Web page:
Furthermore, “the requirement of timeliness must have accommodating flexibility toward both the court and the litigants if it is to be successfully employed to regulate intervention in the interests of justice.” Chiles v. Thornburgh, 865 F. 2d 1197, 1213 (11th Cir. 1989).

First “timeliness” factor. The first factor is “[t]he length of time during which the would-be intervenor actually knew or reasonably should have known of his interest in the case before he petitioned for leave to intervene.” In re Lease Oil Antitrust Litigation, 570 F. 3d 244, 249 (5th Cir. 2009) (citing Stallworth, 58 F. 2d at 264-66 (5th Cir. 1977)). The time that the would-be intervenors become aware of the pendency of the case is not relevant to the inquiry. Stallworth, at 264. In Stallworth, the former Fifth Circuit[3] made clear that courts should discourage premature intervention that wastes judicial resources. Id. at 265. A better gauge of promptness is the speed with which the would-be intervenor acted when it became aware that its interests would no longer be protected by the original parties. Id., at 264.

Accordingly, “[t]he timeliness clock does not start running until the putative intervenor knows that class counsel will not represent his interest.” In re Lease Oil Antitrust Litigation, at 249 570 F. 3d 244, 249 (5th Cir. 2009) (emphasis added).[4]

Here, this Honorable Court entered its final pronouncement regarding class certification, (denying Plaintiffs’ Motion for Reconsideration of the order denying Class Certification [D.E. 274]), on March 15, 2011. It was at this point that the Plaintiff-intervenors learned that the named-plaintiffs would not represent their interest in the action, and that they were no longer “proposed class members.” Because the timeliness clock does not start running until the putative intervenors know “that the class will not represent their interest;” the timeliness clock began to run on March 15, 2011. Plaintiff-intervenors filed this Motion for Intervention on April 6, 2011. As such, 22 calendar days (or 16 working days)is the actual length of time the Intervenor-Plaintiffs have known of their interest before they filed their petition for leave to intervene. Therefore, the Intervening Plaintiffs have brought their motion with reasonable promptness, by moving to intervene when they became aware that their interest would not be protected by the original parties. See Sierra Club v. Espy, 18 F. 3d 1202 (5th Cir. 1994):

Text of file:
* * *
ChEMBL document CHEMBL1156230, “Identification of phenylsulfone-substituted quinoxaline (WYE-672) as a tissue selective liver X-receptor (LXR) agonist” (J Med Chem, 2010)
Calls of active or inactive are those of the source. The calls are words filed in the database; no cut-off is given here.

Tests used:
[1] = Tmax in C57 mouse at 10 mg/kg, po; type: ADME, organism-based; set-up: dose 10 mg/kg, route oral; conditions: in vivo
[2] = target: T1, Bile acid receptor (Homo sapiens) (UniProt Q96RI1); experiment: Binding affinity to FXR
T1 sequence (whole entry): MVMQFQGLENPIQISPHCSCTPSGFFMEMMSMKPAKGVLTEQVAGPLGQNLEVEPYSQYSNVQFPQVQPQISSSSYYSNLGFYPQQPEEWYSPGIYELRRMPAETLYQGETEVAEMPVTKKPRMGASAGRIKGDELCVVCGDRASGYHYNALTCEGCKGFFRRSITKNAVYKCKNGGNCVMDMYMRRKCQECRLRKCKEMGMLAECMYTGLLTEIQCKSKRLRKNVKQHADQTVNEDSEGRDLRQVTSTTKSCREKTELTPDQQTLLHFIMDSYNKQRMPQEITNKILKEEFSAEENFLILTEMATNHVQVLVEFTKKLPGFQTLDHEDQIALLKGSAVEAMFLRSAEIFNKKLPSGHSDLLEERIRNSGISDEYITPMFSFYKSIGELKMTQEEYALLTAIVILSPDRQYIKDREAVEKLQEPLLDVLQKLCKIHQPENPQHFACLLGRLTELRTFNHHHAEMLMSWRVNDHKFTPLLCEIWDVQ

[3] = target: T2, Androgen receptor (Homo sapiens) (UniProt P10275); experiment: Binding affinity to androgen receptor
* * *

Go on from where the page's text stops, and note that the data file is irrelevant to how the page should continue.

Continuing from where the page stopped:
In Stallworth, 558 F. 2d at 264, we rejected the notion that the date on which the would-be intervenor became aware of the pendency of the action should be used to determine whether it acted promptly. Courts should discourage premature intervention that wastes judicial resources. Id. at 265. A better gauge of promptness is the speed with which the would-be intervenor acted when it became aware that its interests would no longer be protected by the original parties. Id., at 264.   

See also Florida Pediatric Society v. Secretary of the Florida Agency for Health Care, 2008 WL 4072805 05-23037-CIV-JORDAN/McAliley (S.D. Fla. 2008) (“On this record, this Court finds that the Intervening Plaintiffs brought their Motion within reasonable promptness once it became apparent that the class representatives may have difficulty satisfying the requirements of Rule 23. This factor, thus, weighs in favor of finding the motion timely”).

Second “timeliness” factor: There is no prejudice to existing parties. The second timeliness factor weighs the prejudice to existing parties caused by the delay in seeking intervention. Pursuant to the old Eleventh Circuit, “the more important question is not the mere length of time but the possibility of prejudice to existing parties that the delay may cause. This consideration is to be evaluated against the liberal treatment that is to be accorded applications for intervention of right.” Diaz v. S. Drilling Corp., 427 F. 2d 1118, 11126 (5th Cir. 1970) (“emphasis added”).

The Stallworth Court 58 F. 2d at 265 (Old-11th Cir. 1977) confirmed this liberal treatment when it held that “any prejudice that would result by virtue of the intervention [itself] is not relevant. Id. Rather, “the prejudice to the original parties that is relevant to the question of timeliness is only that prejudice which would result from the would-be intervenors failure to request intervention as soon as they knew or reasonably should have known about their interest in the action” Id. Thus, if the Motion is filed promptly, there is no reason to believe that the status of evidence and memories of the witnesses have changed such that the parties would be prejudiced by the intervention. Stallworth, 558 F. 2d at 267; see also In re Lease Oil Antitrust Litigation, 570 F. 3d 244, 248 (5th Cir. 2009) (“Any potential prejudice caused by the intervention itself is irrelevant, because it would have occurred regardless of whether the intervention was timely”).